1440x900       59.9  
   1280x960       60.0  
   1360x768       59.8     60.0  
   1152x864       60.0  
   1024x768       60.0  
   800x600        60.3     56.2  
   640x480        59.9  
HDMI1 connected primary 1920x1080+1920+0 (normal left inverted right x axis y axis) 600mm x 340mm
   1920x1080      60.0*+   50.0     59.9  
   1680x1050      59.9  
   1600x900       60.0  
   1280x1024      60.0  
   1440x900       59.9  
   1280x720       60.0     50.0     59.9  
   1024x768       60.0  
   800x600        60.3  
   720x576        50.0  
   720x480        60.0     59.9  
   640x480        60.0     59.9  
   720x400        70.1  
VIRTUAL1 disconnected (normal left inverted right x axis y axis)

In my case the touch device is ELAN20E7:00 04F3:20E7 id=13 and touch enabled screen is eDP1 to fix the issue i need to map the device the that monitor only for that i ran this command xinput map-to-output 13 eDP1

Problem solved and its working fine again :)

I am using elementary OS freya, so it should work for all distros based on Ubuntu 14.04 LTS

  • Exact same command worked for me on my HP Envy 15-k016nr laptop with external monitor.
    – user207863
    Commented Mar 20, 2017 at 22:13
  • 2
    This worked perfectly on my Dell Inspiron 5547. Interestingly I used id=13 which corresponds to my ELAN Touchscreen, even though SynPS/2 Synaptics TouchPad is what xinput-calibrator was using by default.
    – SimonT
    Commented Jun 19, 2017 at 1:52
  • Worked for me also on a Lenovo Thinkpad T460 with external monitors. The device to be used is Melfas LGD AIT Touch Controller. This is also a good resource on the topic: wiki.archlinux.org/index.php/Touchscreen
    – Vlad
    Commented Jul 2, 2020 at 14:53
  • I saw that the elantech device gets different id: each boot, so I've ended up with a little helper script: gist.github.com/erm3nda/3eda9fbcb7a1c18dc91990f1d306c512.
    – m3nda
    Commented Jul 24, 2020 at 22:42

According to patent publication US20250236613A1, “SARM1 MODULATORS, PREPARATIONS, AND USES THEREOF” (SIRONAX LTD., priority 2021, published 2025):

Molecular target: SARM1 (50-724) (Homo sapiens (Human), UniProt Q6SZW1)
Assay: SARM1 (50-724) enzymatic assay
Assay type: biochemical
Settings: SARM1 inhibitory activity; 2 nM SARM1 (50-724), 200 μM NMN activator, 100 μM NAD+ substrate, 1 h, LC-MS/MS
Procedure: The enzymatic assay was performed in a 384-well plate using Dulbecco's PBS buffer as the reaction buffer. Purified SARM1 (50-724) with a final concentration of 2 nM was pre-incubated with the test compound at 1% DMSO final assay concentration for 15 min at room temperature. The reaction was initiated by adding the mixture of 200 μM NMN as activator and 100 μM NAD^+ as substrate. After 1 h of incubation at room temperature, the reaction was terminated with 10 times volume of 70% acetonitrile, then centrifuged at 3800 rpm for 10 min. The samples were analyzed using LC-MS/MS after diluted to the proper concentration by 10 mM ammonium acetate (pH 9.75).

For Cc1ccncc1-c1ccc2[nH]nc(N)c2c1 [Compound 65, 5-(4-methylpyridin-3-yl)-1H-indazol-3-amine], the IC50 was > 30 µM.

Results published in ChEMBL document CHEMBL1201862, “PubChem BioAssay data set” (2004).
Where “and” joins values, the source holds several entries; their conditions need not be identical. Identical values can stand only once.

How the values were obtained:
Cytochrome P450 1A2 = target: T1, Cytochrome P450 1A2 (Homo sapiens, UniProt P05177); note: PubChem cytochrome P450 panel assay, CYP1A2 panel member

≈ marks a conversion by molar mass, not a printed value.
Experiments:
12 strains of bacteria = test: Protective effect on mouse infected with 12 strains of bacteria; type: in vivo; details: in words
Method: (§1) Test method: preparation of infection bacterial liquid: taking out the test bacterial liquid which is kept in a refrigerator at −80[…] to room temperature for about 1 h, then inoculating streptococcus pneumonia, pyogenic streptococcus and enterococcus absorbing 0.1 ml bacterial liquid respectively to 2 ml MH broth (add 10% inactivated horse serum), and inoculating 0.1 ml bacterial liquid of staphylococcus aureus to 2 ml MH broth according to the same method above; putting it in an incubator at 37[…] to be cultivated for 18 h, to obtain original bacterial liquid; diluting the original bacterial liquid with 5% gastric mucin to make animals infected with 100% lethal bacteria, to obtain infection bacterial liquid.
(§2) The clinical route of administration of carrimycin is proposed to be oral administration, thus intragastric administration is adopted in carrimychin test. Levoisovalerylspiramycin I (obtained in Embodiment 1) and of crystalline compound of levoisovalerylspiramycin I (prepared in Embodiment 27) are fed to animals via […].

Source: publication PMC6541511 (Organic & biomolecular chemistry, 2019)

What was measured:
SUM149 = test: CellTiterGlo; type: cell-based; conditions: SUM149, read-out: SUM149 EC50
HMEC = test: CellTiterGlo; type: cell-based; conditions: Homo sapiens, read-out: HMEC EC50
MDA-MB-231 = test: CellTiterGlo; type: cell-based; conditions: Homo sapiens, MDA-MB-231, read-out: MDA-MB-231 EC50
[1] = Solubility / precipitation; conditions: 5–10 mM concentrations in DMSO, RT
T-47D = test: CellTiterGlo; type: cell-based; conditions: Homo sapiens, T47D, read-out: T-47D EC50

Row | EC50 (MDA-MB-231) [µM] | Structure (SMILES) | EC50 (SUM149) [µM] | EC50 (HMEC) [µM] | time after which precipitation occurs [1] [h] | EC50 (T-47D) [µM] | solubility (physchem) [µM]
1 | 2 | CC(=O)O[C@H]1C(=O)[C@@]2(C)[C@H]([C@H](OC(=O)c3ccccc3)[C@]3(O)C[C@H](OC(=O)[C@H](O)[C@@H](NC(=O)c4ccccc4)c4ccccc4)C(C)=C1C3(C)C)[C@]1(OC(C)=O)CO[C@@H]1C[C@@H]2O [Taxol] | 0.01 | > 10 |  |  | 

Very hard to find solution but actually pretty straight forward, just follow the answer from 'phnomic' here: Touchscreen and additional external monitor. Works flawless with my Fujitsu T730 with all kinds of external monitors!

  • 2
    This uses xsetwacom, which I presume only works for Wacom devices? However there is a generic xinput map-to-output <device> <output> which is similar in spirit. Commented May 10, 2013 at 2:35
  • @m3nda you're replying to a comment made over 7 years ago, when there was only the 2011 answer and this one. I'll delete the comment I made back then to avoid further confusion, I imagine many better solutions exist nowadays.
    – Tomas
    Commented Jul 27, 2020 at 7:10

Have you tried using xinput-calibrator?

  • 7
    xinput-calibrator did not help me. It spanned across the entire display space, which is not all accessible on my setup. I tried manually setting calibration values to the size and position of the touchscreen but it had no effect. The answers using xinput map-to-output were easier and more helpful. Commented Dec 26, 2017 at 3:38

At least for Wacom touchscreens, there is the additional issue that they stop working after a suspend-and-resume cycle. So they first have to be attached again and then calibrate for dual monitor usage. Here is a solution that does both:

  1. Create (and then test) a custom systemd service to re-attach your touchscreen when the system comes back from suspend, using my other answer here.

  2. Create a script /usr/local/bin/local-touchscreen-tweaks with the following content:

    #!/usr/bin/env bash
    # We need to sleep about 2 seconds after the start of the wacom-inputattach 
    # service, or the touchscreen device will not yet be there to work with.
    sleep 2
    # xsetwacom needs to connect to an X server.
    export XAUTHORITY=/home/matthias/.Xauthority
    export DISPLAY=:0